Open Access Highly Accessed Research article

The impact of universal National Health Insurance on population health: the experience of Taiwan

Yue-Chune Lee1, Yu-Tung Huang2, Yi-Wen Tsai3, Shiuh-Ming Huang4, Ken N Kuo3*, Martin McKee5 and Ellen Nolte6

Author Affiliations

1 Institute of Health and Welfare Policy, College of Medicine, National Yang-Ming University, Taipei, Taiwan

2 Department of Gerontological Care and Management, Chang Gung Institute of Technology, Tao-Yuan, Taiwan

3 Division of Health Policy Research and Development, Institute of Population Health Sciences, National Health Research Institutes, 35 Keyan Road, Zhunan, Miaoli County 35053, Taiwan

4 Office of Statistics, Department of Health, Taipei, Taiwan

5 European Centre on Health of Societies in Transition, London School of Hygiene and Tropical Medicine, London, UK

6 Director Health and Healthcare, RAND Europe, Cambridge, UK

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BMC Health Services Research 2010, 10:225  doi:10.1186/1472-6963-10-225

Published: 4 August 2010



Taiwan established a system of universal National Health Insurance (NHI) in March, 1995. Today, the NHI covers more than 98% of Taiwan's population and enrollees enjoy almost free access to healthcare with small co-payment by most clinics and hospitals. Yet while this expansion of coverage will almost inevitably have improved access to health care, however, it cannot be assumed that it will necessarily have improved the health of the population. The aim of this study was to determine whether the introduction of National Health Insurance (NHI) in Taiwan in 1995 was associated with a change in deaths from causes amenable to health care.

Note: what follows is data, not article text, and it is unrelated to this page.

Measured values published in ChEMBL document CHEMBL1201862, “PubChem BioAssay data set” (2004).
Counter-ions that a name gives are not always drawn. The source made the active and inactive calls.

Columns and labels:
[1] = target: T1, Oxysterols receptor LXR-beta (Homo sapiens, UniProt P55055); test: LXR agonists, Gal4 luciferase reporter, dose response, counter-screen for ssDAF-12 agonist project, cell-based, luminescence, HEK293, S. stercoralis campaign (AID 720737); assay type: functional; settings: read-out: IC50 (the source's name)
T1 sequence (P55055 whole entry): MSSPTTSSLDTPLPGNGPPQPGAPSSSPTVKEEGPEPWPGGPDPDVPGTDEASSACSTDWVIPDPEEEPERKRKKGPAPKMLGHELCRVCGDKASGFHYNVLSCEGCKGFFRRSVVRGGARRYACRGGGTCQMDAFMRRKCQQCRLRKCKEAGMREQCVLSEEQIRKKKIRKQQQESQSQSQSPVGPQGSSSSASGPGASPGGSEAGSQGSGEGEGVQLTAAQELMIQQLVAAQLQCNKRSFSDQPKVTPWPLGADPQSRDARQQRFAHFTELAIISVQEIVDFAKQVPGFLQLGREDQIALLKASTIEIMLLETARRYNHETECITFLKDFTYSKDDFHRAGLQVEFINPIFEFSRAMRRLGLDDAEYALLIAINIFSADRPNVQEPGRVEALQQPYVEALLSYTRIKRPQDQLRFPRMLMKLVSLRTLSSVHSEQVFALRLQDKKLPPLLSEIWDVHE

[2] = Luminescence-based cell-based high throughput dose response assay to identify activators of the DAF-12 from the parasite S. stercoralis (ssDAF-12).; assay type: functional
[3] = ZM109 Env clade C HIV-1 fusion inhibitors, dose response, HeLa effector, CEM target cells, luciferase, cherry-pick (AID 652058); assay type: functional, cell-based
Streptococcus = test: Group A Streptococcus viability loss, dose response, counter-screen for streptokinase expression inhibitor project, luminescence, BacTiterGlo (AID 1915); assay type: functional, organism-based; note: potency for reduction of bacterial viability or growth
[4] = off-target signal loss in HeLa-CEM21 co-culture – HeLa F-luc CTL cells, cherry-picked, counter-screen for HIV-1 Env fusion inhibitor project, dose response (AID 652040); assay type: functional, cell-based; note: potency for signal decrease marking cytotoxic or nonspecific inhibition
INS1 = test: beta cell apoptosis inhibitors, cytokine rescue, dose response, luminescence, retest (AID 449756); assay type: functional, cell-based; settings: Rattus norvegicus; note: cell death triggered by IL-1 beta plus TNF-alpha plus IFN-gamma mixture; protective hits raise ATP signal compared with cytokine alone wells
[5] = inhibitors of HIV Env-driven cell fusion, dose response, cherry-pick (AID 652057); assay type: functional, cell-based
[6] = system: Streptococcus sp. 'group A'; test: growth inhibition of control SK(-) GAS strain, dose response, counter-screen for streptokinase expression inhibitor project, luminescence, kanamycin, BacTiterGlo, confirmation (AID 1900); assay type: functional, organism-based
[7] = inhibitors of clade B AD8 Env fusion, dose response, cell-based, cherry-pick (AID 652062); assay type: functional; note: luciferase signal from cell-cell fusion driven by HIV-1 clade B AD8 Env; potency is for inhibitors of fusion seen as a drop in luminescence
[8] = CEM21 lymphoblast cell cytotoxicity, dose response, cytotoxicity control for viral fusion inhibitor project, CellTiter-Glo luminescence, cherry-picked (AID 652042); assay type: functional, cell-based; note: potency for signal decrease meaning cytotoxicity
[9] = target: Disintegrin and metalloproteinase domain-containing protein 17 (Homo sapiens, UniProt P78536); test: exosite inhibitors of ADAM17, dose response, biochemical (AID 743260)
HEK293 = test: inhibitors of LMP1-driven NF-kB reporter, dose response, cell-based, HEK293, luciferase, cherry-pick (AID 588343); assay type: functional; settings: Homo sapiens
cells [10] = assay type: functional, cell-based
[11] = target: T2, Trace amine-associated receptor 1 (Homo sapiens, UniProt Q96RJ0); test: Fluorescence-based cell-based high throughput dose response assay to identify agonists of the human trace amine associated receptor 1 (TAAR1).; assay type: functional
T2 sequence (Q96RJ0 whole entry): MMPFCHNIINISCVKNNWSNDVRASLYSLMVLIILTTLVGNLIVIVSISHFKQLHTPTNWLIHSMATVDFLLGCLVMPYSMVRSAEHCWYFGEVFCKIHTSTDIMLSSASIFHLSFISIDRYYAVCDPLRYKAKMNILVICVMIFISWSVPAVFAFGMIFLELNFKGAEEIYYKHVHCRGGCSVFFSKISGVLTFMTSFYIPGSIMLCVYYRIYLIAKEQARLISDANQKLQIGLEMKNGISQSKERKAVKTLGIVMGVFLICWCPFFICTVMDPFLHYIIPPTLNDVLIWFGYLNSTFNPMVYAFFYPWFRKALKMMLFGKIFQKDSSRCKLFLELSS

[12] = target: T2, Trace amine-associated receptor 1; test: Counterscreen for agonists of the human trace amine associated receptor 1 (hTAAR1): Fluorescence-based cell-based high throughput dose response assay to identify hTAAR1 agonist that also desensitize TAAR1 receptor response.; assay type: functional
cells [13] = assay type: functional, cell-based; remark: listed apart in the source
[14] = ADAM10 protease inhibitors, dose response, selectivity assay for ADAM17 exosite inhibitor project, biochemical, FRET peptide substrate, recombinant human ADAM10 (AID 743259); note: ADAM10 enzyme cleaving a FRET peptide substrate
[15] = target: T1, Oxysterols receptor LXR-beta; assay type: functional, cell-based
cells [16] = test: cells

Identification of discontinuities in trends in mortality considered amenable to health care and all other conditions (non-amenable mortality) using joinpoint regression analysis from 1981 to 2005.


Deaths from amenable causes declined between 1981 and 1993 but slowed between 1993 and 1996. Once NHI was implemented, the decline accelerated significantly, falling at 5.83% per year between 1996 and 1999. In contrast, there was little change in non-amenable causes (0.64% per year between 1981 and 1999). The effect of NHI was highest among the young and old, and lowest among those of working age, consistent with changes in the pattern of coverage. NHI was associated with substantial reductions in deaths from circulatory disorders and, for men, infections, whilst an earlier upward trend in female cancer deaths was reversed.


NHI was associated in a reduction in deaths considered amenable to health care; particularly among those age groups least likely to have been insured previously.